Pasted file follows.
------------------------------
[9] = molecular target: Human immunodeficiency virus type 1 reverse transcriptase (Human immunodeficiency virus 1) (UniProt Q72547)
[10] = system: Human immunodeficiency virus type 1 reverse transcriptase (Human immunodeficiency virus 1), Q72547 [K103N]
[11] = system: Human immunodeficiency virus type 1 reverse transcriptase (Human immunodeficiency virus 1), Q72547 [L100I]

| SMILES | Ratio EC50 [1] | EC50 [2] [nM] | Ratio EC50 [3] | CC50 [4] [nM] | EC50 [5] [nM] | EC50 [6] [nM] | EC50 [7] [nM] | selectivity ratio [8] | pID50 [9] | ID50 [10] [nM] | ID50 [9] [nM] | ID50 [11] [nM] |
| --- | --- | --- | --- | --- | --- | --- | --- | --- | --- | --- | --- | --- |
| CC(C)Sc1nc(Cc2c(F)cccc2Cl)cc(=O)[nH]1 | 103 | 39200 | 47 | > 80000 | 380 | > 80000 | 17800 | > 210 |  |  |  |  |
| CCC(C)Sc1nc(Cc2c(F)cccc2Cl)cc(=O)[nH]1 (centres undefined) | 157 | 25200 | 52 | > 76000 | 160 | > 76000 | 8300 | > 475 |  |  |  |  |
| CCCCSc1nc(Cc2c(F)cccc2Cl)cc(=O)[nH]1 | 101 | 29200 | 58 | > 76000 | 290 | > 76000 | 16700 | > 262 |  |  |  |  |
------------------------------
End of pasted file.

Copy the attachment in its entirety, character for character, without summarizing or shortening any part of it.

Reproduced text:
[9] = molecular target: Human immunodeficiency virus type 1 reverse transcriptase (Human immunodeficiency virus 1) (UniProt Q72547)
[10] = system: Human immunodeficiency virus type 1 reverse transcriptase (Human immunodeficiency virus 1), Q72547 [K103N]
[11] = system: Human immunodeficiency virus type 1 reverse transcriptase (Human immunodeficiency virus 1), Q72547 [L100I]

| SMILES | Ratio EC50 [1] | EC50 [2] [nM] | Ratio EC50 [3] | CC50 [4] [nM] | EC50 [5] [nM] | EC50 [6] [nM] | EC50 [7] [nM] | selectivity ratio [8] | pID50 [9] | ID50 [10] [nM] | ID50 [9] [nM] | ID50 [11] [nM] |
| --- | --- | --- | --- | --- | --- | --- | --- | --- | --- | --- | --- | --- |
| CC(C)Sc1nc(Cc2c(F)cccc2Cl)cc(=O)[nH]1 | 103 | 39200 | 47 | > 80000 | 380 | > 80000 | 17800 | > 210 |  |  |  |  |
| CCC(C)Sc1nc(Cc2c(F)cccc2Cl)cc(=O)[nH]1 (centres undefined) | 157 | 25200 | 52 | > 76000 | 160 | > 76000 | 8300 | > 475 |  |  |  |  |
| CCCCSc1nc(Cc2c(F)cccc2Cl)cc(=O)[nH]1 | 101 | 29200 | 58 | > 76000 | 290 | > 76000 | 16700 | > 262 |  |  |  |  |